George Harrison’s Favorite Beatles Record Revealed

George Harrison’s Favorite Beatles Record Revealed | I Love Classic Rock Videos

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The Beatles, one of the most successful and influential bands in history, gave their fans a steady stream of commercially successful pop music through their iconic albums. From their humble beginnings as pop boybands, they would develop into something truly remarkable, eventually becoming one of the most influential and adored bands of all time.

We, the fans, have a right to wonder what the Fab Four’s favorite record is, given their stature as music industry titans. This time around, we’ll focus on George Harrison’s personal favorite among the many albums he recorded with The Beatles.

He was dubbed the “Quiet Beatle,” but Harrison was more aptly defined as the overlooked member of the group because he shared a band with two of the greatest singer-songwriters of all time, John Lennon and Paul McCartney. And when it came to picking Beatles albums, Harrison truly resonated with his choice: Rubber Soul.

“Rubber Soul was my favorite album,” he once admitted. “Even at that time, I think that it was the best one we made.” George Harrison’s favorite album would highlight a period of creative uncertainty and problems, yet it was also the record that reviewers regarded as a watershed moment.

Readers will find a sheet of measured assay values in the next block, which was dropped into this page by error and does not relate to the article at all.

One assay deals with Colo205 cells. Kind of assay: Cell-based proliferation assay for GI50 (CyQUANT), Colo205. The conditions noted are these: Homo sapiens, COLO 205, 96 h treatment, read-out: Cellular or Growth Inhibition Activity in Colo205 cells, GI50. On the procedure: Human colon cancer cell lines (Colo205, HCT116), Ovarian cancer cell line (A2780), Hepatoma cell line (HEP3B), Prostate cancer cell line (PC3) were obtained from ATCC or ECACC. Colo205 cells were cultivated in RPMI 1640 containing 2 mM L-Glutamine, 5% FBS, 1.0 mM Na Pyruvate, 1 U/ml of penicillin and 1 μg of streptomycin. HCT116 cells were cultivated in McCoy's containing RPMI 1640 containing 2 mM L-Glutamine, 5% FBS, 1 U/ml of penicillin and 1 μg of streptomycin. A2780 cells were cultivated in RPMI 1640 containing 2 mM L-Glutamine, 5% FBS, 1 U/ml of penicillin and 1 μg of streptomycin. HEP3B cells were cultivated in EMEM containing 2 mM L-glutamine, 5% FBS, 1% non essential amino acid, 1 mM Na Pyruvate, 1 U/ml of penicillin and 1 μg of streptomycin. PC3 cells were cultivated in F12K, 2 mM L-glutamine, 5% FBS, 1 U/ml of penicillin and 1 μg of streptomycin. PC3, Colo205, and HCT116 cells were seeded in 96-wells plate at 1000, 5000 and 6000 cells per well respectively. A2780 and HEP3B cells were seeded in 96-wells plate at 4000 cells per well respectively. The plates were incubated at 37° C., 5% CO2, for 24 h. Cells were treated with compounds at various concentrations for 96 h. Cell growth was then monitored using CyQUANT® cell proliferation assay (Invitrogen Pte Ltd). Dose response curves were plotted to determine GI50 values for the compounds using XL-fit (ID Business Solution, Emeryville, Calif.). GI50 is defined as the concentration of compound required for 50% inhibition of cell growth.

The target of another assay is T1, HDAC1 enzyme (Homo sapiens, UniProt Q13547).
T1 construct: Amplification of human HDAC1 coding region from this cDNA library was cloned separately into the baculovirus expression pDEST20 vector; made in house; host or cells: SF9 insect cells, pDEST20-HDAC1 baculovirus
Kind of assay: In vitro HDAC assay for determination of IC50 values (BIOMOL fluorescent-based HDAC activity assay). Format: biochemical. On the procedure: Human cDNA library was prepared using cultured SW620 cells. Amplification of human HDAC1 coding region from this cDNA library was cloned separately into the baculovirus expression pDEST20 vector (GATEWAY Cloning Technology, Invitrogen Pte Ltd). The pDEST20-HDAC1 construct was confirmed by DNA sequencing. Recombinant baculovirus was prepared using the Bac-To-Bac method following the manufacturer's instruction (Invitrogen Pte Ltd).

“The most important thing about it was that we were suddenly hearing sounds we weren’t able to hear before,” he added. “Also, we were being more influenced by other people’s music and everything was blossoming at that time—including us.”

Rubber Soul was perhaps the greatest significant artistic leap in the Beatles’ career, signaling a change away from Beatlemania and the heavy expectations of teen pop, and toward more contemplative, adult subject matter. It’s also the record that set them on the path of prioritizing studio recordings above live performances. If nothing else, it’s the album on which their quest for artistic rather than financial ambition took center stage—a new concept at a time when popular music success was evaluated in sales and quantity rather than quality. Harrison was right in picking this record; it showed The Beatles right at their transition to becoming one of the greatest artists of all time.

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